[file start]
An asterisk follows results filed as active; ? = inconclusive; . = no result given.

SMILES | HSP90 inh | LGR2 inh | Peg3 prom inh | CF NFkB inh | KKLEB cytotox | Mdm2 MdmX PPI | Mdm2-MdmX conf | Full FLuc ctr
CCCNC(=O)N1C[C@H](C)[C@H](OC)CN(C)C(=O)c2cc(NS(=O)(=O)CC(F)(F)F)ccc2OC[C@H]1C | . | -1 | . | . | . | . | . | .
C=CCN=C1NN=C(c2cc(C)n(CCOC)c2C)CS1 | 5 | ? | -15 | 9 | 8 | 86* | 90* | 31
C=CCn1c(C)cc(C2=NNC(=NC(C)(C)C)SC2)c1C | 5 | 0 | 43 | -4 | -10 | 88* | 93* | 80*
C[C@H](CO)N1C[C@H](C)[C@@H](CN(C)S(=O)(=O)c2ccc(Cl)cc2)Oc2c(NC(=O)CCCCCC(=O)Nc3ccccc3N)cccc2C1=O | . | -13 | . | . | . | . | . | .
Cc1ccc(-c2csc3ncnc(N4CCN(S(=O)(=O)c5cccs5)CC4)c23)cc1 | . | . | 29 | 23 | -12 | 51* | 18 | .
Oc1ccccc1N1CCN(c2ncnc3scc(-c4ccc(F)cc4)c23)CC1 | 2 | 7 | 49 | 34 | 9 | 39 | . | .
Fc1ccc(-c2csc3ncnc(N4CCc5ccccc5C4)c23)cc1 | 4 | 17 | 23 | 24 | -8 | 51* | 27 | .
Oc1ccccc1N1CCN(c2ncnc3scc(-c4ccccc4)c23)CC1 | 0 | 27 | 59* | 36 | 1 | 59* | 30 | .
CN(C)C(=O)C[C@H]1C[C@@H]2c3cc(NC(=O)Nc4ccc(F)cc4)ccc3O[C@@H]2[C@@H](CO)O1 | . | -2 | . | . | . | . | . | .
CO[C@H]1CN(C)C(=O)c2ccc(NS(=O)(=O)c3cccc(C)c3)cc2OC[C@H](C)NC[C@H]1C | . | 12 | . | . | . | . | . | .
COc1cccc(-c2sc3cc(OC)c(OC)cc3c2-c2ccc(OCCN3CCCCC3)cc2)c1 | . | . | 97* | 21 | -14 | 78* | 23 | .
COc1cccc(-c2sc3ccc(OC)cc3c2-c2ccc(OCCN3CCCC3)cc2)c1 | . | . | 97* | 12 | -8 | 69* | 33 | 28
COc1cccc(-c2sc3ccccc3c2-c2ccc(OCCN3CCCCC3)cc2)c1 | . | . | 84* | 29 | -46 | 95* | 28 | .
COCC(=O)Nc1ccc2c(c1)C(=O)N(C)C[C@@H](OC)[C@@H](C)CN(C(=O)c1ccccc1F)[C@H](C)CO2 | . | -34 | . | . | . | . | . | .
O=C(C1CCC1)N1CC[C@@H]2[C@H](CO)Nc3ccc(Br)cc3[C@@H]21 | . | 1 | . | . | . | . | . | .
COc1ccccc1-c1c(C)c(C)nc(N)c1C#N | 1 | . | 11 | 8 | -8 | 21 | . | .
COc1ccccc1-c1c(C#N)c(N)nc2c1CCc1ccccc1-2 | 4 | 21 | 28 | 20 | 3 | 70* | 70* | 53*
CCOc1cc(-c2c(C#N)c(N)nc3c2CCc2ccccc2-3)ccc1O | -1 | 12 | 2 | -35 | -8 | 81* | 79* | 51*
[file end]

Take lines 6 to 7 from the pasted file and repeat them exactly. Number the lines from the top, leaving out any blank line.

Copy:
C[C@H](CO)N1C[C@H](C)[C@@H](CN(C)S(=O)(=O)c2ccc(Cl)cc2)Oc2c(NC(=O)CCCCCC(=O)Nc3ccccc3N)cccc2C1=O | . | -13 | . | . | . | . | . | .
Cc1ccc(-c2csc3ncnc(N4CCN(S(=O)(=O)c5cccs5)CC4)c23)cc1 | . | . | 29 | 23 | -12 | 51* | 18 | .